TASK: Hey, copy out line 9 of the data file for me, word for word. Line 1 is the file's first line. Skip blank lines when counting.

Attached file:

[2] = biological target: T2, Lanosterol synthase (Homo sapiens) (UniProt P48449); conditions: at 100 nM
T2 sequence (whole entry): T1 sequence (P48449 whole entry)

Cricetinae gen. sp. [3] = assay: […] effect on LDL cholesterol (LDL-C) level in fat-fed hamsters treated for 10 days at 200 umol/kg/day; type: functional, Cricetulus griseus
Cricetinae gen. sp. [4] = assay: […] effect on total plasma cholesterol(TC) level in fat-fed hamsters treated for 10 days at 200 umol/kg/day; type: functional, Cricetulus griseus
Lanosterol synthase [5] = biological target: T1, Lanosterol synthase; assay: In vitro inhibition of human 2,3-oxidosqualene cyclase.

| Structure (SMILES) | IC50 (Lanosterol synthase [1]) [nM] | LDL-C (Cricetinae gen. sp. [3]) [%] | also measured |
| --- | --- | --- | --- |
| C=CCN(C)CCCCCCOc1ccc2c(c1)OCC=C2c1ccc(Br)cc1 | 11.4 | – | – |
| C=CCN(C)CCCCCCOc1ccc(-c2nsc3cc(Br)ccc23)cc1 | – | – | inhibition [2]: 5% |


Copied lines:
| C=CCN(C)CCCCCCOc1ccc(-c2nsc3cc(Br)ccc23)cc1 | – | – | inhibition [2]: 5% |